Mercedes explain starting tyre process amid Lewis Hamilton radio complaints

Henry Valantine
Close-up of Lewis Hamilton's Mercedes. Singapore October 2022.

Close-up of Lewis Hamilton's Mercedes on intermediate tyres. Singapore October 2022.

James Allison has revealed the way the team came to a conclusion on which tyre on which Lewis Hamilton would start at last weekend’s Singapore Grand Prix – with the Mercedes driver having felt their choice was the incorrect one.

The seven-time World Champion qualified in a season-best third for Sunday’s race, and he had been in contention for a podium position running behind Ferrari driver Carlos Sainz.

Hamilton was not best pleased with starting on new intermediate tyres on Sunday, though – complaining they had not given him the grip he needed in the early laps, which he felt scrubbed tyres would have provided.

As a result, Hamilton told the team “you need to listen to me” when it came to his tyre choice at the race start, but the team’s chief technical officer explained why they ultimately went in a different direction.

“Well, I can take a couple off the table straight away,” Allison said in Mercedes’ post-race debrief when asked what other options Hamilton had at the start in Singapore.

“It was way too wet for us to remotely consider using a slick tyre. Similarly it was nothing like wet enough for us to start on the extreme wet rubber.

“So the only choice was intermediate and the only discussion was what flavour of intermediate we should be putting on the car.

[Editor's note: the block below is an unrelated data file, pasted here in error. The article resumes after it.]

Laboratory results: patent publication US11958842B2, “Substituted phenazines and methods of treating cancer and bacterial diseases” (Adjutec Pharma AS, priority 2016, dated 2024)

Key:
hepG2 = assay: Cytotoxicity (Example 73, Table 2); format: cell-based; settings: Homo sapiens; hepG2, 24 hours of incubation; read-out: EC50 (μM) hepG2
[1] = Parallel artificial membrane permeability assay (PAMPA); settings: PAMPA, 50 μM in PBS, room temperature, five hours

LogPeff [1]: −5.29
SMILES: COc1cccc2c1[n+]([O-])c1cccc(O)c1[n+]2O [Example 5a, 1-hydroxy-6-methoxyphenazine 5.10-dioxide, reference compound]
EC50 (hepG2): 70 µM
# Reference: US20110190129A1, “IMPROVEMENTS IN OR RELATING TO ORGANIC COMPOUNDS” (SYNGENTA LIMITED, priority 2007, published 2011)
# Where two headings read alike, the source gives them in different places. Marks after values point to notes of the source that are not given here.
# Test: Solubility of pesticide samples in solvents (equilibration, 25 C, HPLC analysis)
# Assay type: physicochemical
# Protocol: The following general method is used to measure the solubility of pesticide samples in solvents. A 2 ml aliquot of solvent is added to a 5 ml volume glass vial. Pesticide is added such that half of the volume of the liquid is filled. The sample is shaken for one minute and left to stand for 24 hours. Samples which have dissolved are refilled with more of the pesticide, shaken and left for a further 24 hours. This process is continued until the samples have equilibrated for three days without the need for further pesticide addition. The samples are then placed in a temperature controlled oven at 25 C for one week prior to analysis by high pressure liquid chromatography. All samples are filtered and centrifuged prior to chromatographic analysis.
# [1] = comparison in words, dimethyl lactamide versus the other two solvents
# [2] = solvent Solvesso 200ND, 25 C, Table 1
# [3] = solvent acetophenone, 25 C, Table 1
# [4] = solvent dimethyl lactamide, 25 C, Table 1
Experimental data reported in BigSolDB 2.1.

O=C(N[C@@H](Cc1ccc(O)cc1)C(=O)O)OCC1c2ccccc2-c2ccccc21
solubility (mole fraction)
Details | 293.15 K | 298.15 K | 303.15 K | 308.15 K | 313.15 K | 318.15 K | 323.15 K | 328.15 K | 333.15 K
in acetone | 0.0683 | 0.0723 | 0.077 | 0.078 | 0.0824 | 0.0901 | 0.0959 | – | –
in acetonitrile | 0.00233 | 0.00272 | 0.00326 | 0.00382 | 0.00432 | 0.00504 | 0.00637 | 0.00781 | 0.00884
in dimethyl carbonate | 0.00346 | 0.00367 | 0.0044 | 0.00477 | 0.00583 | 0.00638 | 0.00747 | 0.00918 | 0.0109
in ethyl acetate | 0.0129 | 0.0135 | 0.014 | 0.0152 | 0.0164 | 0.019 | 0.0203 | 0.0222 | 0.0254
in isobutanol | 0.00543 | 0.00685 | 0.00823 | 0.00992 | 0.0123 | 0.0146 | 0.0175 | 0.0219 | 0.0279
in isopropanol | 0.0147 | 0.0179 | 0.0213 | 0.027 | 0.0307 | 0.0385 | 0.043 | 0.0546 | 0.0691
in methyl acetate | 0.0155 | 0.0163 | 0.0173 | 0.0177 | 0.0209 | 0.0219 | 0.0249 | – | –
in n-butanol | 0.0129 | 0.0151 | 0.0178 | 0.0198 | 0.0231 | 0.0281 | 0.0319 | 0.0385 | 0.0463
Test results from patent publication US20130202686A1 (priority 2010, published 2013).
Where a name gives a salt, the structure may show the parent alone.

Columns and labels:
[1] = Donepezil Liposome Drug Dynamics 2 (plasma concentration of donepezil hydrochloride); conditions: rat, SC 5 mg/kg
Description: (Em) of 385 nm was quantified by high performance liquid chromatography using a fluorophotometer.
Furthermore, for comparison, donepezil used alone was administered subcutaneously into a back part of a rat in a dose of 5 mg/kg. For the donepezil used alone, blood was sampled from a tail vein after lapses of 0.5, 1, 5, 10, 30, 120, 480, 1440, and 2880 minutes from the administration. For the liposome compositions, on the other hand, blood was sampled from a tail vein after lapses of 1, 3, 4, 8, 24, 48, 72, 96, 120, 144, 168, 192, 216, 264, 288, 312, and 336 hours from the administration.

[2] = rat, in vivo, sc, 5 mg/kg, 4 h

“Two choices: You can either go out with brand-new rubber, fresh, fresh rubber or you can use a used intermediate.

“One that has had some scrubbed work done on it in some previous laps. Now the two options give you slightly different things. The brand-new rubber is going to give you your best chance off the line at the start itself.

“It’s going to give you your best jump, it’s going to give you your best chance into the first corner.

“The scrubbed rubber however will probably just find its feet a little bit more sure-footedly in those opening laps of the race, it will let the driver feel more comfortable straight away.

“In the end collectively we discussed it back in the garage before the race and we decided on the fresh intermediate approach being the correct one and that indeed ended up being the choice made by all those around us immediately on the grid.”

Hamilton and George Russell only managed two points between them at the weekend after his team-mate finished out of position in P14, having failed to make headway after being knocked out in Q2 on Saturday.

Hamilton, meanwhile, slid off into the barrier at Turn 7 halfway through the race. He was able to reverse out and carry on, but dropped down to an eventual P9 placing.

The Japanese Grand Prix has come around quickly however, but given the characteristics of the Suzuka layout, Toto Wolff admitted a repeat of Hamilton’s top-three qualifying position from Singapore is looking unlikely.


With the fast, sweeping corners Suzuka is famed for, Wolff acknowledged the W13 will be stretched this weekend.

“There are still five opportunities to score good points and end the year strongly,” said the Mercedes team boss.

“Suzuka will give our package some challenges, and it will be hard to repeat the qualifying performance we saw in Singapore – but I hope that will be balanced out with a stronger Sunday afternoon.

“F1 hasn’t been to Japan since 2019 and the team is really looking forward to being back. It’s such a special track; one of the most challenging for both man and machine. And we’ve missed all the brilliant Japanese fans, too.”

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